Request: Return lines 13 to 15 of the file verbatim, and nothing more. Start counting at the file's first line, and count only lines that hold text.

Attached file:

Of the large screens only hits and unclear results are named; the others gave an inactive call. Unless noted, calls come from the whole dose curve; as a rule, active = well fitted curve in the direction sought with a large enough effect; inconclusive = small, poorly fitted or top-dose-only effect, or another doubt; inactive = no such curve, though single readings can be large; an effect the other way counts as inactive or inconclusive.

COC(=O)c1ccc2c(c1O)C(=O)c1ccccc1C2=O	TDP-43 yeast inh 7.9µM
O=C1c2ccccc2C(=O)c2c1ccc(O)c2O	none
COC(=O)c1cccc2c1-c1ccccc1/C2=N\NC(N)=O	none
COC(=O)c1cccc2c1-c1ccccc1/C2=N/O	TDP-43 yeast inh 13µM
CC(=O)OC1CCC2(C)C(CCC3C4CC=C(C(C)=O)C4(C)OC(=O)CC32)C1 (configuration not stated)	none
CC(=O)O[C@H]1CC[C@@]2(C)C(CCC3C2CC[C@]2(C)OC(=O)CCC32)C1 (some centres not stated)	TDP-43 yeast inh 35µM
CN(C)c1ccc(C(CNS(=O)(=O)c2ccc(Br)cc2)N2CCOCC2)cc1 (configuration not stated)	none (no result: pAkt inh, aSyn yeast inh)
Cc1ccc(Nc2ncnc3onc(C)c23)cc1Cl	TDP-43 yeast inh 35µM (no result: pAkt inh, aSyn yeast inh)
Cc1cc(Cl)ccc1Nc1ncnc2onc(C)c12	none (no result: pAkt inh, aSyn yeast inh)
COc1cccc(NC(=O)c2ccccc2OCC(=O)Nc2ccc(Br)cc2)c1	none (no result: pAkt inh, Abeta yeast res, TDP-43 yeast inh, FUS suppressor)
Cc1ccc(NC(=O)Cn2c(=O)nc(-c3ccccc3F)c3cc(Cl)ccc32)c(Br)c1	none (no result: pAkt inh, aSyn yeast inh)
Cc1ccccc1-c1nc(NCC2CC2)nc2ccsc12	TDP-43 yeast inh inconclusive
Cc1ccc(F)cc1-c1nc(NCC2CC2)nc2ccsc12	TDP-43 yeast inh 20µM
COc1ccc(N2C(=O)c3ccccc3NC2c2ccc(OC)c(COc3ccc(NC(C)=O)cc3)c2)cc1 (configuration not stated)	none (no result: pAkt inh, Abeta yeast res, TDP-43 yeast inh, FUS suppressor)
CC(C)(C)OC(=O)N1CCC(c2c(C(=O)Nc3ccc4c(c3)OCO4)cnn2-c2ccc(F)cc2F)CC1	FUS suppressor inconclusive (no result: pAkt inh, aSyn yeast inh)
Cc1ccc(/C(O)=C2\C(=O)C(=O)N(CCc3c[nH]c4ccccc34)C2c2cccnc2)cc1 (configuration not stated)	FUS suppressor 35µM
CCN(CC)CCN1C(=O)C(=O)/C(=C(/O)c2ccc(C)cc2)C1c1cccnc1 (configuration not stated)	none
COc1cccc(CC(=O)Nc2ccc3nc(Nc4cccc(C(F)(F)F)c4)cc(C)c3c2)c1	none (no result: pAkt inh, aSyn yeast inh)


Cc1ccccc1-c1nc(NCC2CC2)nc2ccsc12	TDP-43 yeast inh inconclusive
Cc1ccc(F)cc1-c1nc(NCC2CC2)nc2ccsc12	TDP-43 yeast inh 20µM
COc1ccc(N2C(=O)c3ccccc3NC2c2ccc(OC)c(COc3ccc(NC(C)=O)cc3)c2)cc1 (configuration not stated)	none (no result: pAkt inh, Abeta yeast res, TDP-43 yeast inh, FUS suppressor)